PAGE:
They’re dumping their stakes.
“Now is the right time for us to sell this investment,” announced Deutsche Bank’s newish co-CEO John Cryan on Monday after the long Christmas weekend when no one was supposed to pay attention.
It was how Cryan justified the deal to sell Deutsche’s entire 19.99% stake in Hua Xia Bank in China to Chinese insurer PICC Property and Casualty. He couched the deal in terms of executing Deutsche’s “strategic agenda”: boosting capital ratios to prop up the balance sheet.
Deutsche isn’t the first Western bank to bail out of banks in China where regulators limit foreign ownership stakes to a maximum of 20%, which brings some complications.
Goldman Sachs sold its stake in Industrial and Commercial Bank of China in 2013. Bank of America Merrill Lynch bailed out of its stake in China Construction Bank in a series of deals. BBVA, Spain’s second largest bank, has been cutting its stake in China Citic Bank from about 15% in 2013 down to 4.7% now, and that remainder appears to be earmarked for sale as well. Other banks are also likely to pick up their marbles and go, such as Standard Chartered, with its stake in Agricultural Bank of China.
Like Deutsche, they couched those deals in terms of boosting capital ratios and balance sheets.
And Deutsche could use some balance sheet repair. One of the largest and most leveraged global banks, it has been tangled up for years in a long list of scandals, court cases, and multi-billion-dollar settlements. Recently it suspended senior staff in Russia after suspecting they’d assisted in laundering money for sanctioned buddies of President Vladimir Putin. We were all shocked.
At the end of October, and in the tradition of new CEOs to frontload a big pile of dirty laundry, Cryan, who was appointed in June, announced massive losses (€6 billion for the quarter), including €1 billion in provisions against litigation expenses (now at €4.8 billion), the suspension of the dividend, and the elimination of 20,000 employees and contractors. Deutsche would pull out of ten countries mostly in Latin America and Europe. And it would dispose of its Deutsche Postbank, a retail bank with about 20,000 employees.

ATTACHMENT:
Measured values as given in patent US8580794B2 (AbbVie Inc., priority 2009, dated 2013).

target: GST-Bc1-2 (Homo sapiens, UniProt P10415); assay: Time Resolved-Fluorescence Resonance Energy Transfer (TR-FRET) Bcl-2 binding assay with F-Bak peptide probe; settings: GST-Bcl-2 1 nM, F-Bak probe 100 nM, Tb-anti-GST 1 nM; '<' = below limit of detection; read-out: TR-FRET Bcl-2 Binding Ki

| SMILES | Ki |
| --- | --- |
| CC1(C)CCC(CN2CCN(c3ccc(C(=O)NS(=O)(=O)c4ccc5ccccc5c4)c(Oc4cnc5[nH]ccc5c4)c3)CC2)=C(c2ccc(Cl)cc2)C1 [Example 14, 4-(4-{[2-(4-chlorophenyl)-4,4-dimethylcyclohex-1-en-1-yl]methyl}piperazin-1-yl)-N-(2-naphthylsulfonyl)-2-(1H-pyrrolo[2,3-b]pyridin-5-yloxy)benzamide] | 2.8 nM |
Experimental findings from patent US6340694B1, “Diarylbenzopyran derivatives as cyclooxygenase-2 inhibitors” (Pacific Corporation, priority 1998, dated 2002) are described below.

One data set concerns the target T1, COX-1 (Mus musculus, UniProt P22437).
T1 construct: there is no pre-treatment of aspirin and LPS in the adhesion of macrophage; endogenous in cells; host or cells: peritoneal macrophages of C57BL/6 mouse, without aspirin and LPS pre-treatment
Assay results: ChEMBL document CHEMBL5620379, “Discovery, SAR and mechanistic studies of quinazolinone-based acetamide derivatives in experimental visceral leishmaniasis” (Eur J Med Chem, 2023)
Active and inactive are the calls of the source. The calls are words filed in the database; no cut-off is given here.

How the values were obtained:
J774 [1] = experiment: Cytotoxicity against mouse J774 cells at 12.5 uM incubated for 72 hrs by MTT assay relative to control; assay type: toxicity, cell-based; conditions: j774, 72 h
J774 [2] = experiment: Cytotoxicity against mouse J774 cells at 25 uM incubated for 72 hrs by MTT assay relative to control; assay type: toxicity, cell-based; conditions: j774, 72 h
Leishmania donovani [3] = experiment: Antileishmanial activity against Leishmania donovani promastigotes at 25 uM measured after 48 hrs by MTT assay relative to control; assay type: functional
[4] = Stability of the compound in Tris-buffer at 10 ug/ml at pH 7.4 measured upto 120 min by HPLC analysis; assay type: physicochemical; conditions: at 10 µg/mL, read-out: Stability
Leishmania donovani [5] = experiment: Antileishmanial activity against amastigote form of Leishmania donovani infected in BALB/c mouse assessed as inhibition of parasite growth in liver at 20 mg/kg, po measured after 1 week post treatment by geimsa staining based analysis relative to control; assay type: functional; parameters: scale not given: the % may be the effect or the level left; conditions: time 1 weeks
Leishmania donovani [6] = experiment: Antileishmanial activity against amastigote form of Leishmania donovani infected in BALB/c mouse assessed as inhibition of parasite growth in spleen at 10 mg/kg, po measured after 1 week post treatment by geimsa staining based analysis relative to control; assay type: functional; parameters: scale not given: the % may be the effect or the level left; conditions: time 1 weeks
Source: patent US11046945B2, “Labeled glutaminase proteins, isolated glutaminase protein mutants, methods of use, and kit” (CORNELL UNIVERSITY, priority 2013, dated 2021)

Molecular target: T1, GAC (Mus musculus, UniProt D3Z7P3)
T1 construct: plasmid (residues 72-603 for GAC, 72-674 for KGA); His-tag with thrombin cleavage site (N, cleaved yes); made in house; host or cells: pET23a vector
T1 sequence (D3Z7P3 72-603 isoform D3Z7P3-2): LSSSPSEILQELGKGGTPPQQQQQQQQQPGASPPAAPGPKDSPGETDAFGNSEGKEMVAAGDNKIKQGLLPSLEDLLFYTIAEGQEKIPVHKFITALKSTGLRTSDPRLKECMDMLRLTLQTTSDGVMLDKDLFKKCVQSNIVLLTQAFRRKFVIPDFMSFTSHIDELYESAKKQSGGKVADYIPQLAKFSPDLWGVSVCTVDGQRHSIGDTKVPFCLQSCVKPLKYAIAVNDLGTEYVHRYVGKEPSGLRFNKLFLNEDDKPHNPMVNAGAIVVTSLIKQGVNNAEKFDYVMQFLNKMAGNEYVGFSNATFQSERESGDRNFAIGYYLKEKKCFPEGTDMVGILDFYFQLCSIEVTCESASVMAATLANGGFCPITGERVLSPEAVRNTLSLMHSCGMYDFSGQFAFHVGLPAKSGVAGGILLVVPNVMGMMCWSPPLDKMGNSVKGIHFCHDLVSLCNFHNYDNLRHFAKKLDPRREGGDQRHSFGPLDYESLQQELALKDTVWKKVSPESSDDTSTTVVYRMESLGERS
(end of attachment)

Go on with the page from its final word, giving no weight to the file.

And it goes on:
That loss also included a €649 million write-down of its stake in Hua Xia Bank, an admission of the economic slowdown and market rout in China, and perhaps some things Deutsche was discovering at Hua Xia Bank.
Chinese banks have become a magnet for speculation of just how far they’re stuffed with non-performing loans that should have been written off as losses long ago. No one knows the real numbers. They’re apparently a state secret. So speculation abounds. “Extend and pretend” reigns. Banks tend to topple when these things leak out.
So Deutsche, which knows a thing or two about how banks can brush big piles of toxic materials under the rug of financial statements, decided to get out while it still could. And if shareholders are asked to prop up Hua Xia’s balance sheet with fresh money, or are forced to give up their stakes during a bailout, Deutsche is going to be off the hook.
And it was a good time to sell. Not the best time – that would have been before the market collapsed this summer – but a good time. The New York Times:
In total, Deutsche Bank invested about 1.3 billion euros from 2006 to 2011. The final sale price will depend on how Hua Xia’s shares trade. But at the midpoint of the stated range, €3.45 billion, plus €400 million or so of previous dividends, Deutsche Bank will have nearly tripled its money on a gross basis.
Deutsche said that the deal, likely to be in the range of 23 billion yuan to 25.7 billion yuan ($3.55 billion to $3.96 billion), would boost its Tier 1 capital ratio of 11.5% by 30 to 40 basis points on “a pro-forma basis,” so maybe to 11.8% or 11.9%. Not exactly a huge move, given the pressures Deutsche is under from regulators and law enforcement globally, and from the never-ending scandals still to come.
But when CEOs of global banks, a very shrewd crowd, think in near-unison that it’s “the right time” – to use Cryan’s words – to sell Chinese banks, then there’s more at play than mere market timing. These stakes had been long-term strategic bets on the miracle economy of the world, not just trades. These CEOs know something. They’ve seen a thing of two behind the scenes. They might not have accurate data of just how big the piles of non-performing loans in China are, but they’re getting a feel. And it motivates them to dump their stakes in Chinese banks while they still can.
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